Oakland Raiders Go Back to Old Identity with New Coaching Hires

Carl CockerhamSenior Analyst IFebruary 4, 2013

Oakland Raiders Go Back to Old Identity with New Coaching Hires

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    Successful football franchises have an identity to base their schemes, coaches and players on. Super Bowl champion and perennial contender Baltimore Ravens have had their model set for years now. 

    After the 2002 Super Bowl team, it took deceased Oakland Raiders owner Al Davis a while to set his model. But he was finally able to set it in 2010, and the Raiders were going in the right direction. 

    Then came the death of Davis in 2011, and Mark Davis took over his father's team. He would then turn to first-time GM Reggie McKenzie, who would turn to first-time head coach Dennis Allen to set their model.

    Davis (Al) was a guy who liked huge men to power-run behind and fast men for his vertical passing game. Hue Jackson, whom Al Saunders mentored in Baltimore, brought that to Raider Nation as the offensive coordinator and was promoted to head coach for it.

    Raiders fans then got a chance to enjoy some exciting football for two seasons even though the Raiders were just .500 during that time. But then, like I stated a few articles ago, the new regime came in and started fixing things that weren't broken while trying to create a new identity.

    But now, the regime knows they made mistakes, as their vision didn't match personnel already there. So after a season of regression, the new regime has fired four coaches from the 2012 staff.   

    During Senior Bowl week, the Raiders replaced all the coaches to complete their staff. Turn the page to see how the new coaches mixed with the remaining coaches brings back the team's traditional identity.  

Defensive Coordinator: Glad to Still Have Tarver

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    One coordinator I'm glad the Raiders still have is defensive coordinator Jason Tarver. Many don't, citing a worse showing in scoring defense from last year.

    They gave up 27.7 points per game this year compared to 27.1 last year, but that's not the whole story. The Raiders' turnover ratio nearly doubled to minus-7 this year compared to minus-4 from last year.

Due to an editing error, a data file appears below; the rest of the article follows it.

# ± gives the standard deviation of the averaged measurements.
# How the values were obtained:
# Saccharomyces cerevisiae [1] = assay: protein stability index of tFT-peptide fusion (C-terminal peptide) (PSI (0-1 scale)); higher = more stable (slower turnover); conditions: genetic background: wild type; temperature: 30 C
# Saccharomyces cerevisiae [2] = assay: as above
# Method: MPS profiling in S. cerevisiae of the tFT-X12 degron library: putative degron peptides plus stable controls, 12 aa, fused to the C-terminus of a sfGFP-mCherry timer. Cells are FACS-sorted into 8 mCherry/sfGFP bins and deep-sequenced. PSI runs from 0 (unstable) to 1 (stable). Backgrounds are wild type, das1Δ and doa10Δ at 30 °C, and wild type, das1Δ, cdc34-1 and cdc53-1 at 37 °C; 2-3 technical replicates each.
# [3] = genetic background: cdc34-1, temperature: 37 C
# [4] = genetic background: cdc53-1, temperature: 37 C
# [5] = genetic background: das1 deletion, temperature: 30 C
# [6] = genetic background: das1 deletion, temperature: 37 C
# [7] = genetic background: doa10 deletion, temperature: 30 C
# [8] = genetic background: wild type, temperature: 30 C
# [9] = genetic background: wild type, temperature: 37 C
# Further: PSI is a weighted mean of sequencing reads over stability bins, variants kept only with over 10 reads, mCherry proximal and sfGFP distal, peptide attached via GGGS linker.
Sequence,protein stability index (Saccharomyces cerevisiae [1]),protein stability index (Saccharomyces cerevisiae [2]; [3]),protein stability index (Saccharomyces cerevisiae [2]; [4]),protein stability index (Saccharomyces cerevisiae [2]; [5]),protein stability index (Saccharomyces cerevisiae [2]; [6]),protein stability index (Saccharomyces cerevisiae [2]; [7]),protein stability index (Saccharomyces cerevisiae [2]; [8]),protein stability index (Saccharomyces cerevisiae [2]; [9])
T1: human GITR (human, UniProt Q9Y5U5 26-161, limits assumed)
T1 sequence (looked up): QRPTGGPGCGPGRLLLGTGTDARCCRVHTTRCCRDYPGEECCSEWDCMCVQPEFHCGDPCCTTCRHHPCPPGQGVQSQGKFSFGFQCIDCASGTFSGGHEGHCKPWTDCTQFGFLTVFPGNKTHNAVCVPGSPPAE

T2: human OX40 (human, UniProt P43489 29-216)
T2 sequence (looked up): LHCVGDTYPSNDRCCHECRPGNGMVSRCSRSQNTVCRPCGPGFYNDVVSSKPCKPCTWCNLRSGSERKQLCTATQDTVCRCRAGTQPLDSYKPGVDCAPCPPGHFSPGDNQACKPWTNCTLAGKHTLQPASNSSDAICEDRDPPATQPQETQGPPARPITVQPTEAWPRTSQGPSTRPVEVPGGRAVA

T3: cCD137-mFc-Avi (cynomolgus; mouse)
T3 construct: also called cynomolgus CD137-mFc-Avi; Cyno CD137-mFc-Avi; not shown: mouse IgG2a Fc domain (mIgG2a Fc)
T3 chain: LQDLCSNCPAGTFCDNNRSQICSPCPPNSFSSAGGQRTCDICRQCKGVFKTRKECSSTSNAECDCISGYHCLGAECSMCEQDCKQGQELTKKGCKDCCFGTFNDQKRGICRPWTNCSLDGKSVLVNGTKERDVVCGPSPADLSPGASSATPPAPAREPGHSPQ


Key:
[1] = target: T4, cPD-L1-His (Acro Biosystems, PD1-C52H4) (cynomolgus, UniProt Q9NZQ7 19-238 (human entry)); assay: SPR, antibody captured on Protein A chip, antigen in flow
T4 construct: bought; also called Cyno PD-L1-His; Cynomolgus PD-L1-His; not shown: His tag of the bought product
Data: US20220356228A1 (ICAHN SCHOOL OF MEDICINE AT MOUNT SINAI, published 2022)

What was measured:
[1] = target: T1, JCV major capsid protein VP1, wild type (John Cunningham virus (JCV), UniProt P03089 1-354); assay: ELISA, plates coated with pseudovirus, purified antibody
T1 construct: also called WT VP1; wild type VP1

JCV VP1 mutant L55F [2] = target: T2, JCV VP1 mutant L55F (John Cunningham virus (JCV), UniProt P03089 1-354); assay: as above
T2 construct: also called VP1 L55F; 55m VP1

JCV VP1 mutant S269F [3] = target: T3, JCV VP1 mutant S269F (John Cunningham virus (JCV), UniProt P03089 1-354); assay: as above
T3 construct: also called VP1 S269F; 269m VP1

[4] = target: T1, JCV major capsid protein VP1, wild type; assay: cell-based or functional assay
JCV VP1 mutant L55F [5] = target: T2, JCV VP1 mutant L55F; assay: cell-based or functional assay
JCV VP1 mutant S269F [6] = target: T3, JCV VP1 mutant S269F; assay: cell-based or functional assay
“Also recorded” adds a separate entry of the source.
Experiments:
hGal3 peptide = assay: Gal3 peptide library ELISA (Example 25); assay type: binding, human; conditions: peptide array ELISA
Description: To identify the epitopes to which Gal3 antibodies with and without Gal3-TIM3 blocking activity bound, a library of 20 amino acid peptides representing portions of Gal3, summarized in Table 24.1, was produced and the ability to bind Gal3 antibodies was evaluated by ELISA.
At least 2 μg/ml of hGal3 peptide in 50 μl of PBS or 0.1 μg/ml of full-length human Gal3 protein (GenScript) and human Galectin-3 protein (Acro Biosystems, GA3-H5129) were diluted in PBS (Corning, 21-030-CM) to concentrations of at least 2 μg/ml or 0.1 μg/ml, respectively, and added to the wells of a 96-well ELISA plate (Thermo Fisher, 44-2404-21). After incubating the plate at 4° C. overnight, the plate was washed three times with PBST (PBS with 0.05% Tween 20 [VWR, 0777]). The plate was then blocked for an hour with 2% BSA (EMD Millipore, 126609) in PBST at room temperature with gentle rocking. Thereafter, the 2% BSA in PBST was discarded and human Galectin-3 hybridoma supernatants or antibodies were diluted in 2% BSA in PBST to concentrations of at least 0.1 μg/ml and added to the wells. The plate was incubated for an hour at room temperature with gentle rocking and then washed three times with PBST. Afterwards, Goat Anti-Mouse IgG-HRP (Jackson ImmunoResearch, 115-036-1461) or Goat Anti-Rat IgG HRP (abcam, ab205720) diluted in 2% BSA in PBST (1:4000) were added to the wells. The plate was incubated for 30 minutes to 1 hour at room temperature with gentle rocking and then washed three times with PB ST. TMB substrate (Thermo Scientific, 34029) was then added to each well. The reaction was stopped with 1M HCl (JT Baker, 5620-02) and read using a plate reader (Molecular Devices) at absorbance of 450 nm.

The defense kept themselves on the field more last year, giving up 23 first downs per game compared to 19 this year. They also finished No. 29 in overall defense last year compared to No. 18 this year. 

    One thing I really like is that the Raiders' run defense moved up to No. 18 in 2012 from No. 27 in 2011. Tarver was able to do this without the 3-4 scheme he is used to running.

    But the main factor in this whole thing is that the Raiders had more talent on defense last year. A good portion of the defense from last year became salary-cap casualties.  

    I'm looking for the Raiders to figure things out this offseason with personnel to allow Tarver to run his 3-4. From a motivational standpoint, the defense bought what Tarver sold down the stretch this year.

    Identity-wise, Tarver doesn't mind blitzing, so look for that 3-4 and the blitz to be in play. 

Offensive Coordinator: Greg Olson

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    On offense for the Raiders, it is tradition to have big, nasty boys like Gene Upshaw, Art Shell and Steve Wisniewski open holes for running backs in the power-running game. Under former Raiders head coach Hue Jackson, the Raiders tried to bring that back by "building a bully."

    After a couple of bad first years in the zone-scheme under Greg Knapp, running back Darren McFadden flourished in Jackson's power-blocking scheme. Then, after Allen was brought in to replace Jackson, he hired Knapp, only to dull McFadden's shine.

    Not only did Knapp's offense not fit McFadden, but it is out of Raiders tradition, as zone-blockers are smaller men. After a year of offensive regression, Knapp was fired and Greg Olson was brought in to coordinate the offense.

    What does this mean?

    It means McFadden will again become the focal point of the offense in the power-scheme. With Olson as offensive coordinator, Steven Jackson had his best season—leading the league in rushing in 2006.

    So we see the offense will all come off of McFadden in 2013.

Senior Offensive Assistant: Al Saunders Is Back

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    Along with zone-blocking, Knapp brought the West Coast Offense, which also doesn't fit. Five-yard patterns and defense reading just doesn't fit the world-class sprinters the Raiders have at receiver.

    Olson isn't exactly known for pushing the ball deep down the field himself, but all is not lost. Saunders is still with the Raiders as an offensive assistant, so his knowledge of the vertical game will be of use.

    Saunders took the vertical game to the Baltimore Ravens as an offensive assistant a few years ago. So while Olson brings back the power-running game, Saunders will bring back the vertical passing game.

    Big-armed quarterback Carson Palmer will go long to receivers Denarius Moore, Jacoby Ford and Rod Streater in 2013. The combination of Olson and Saunders completes what Raiders football is all about on offense.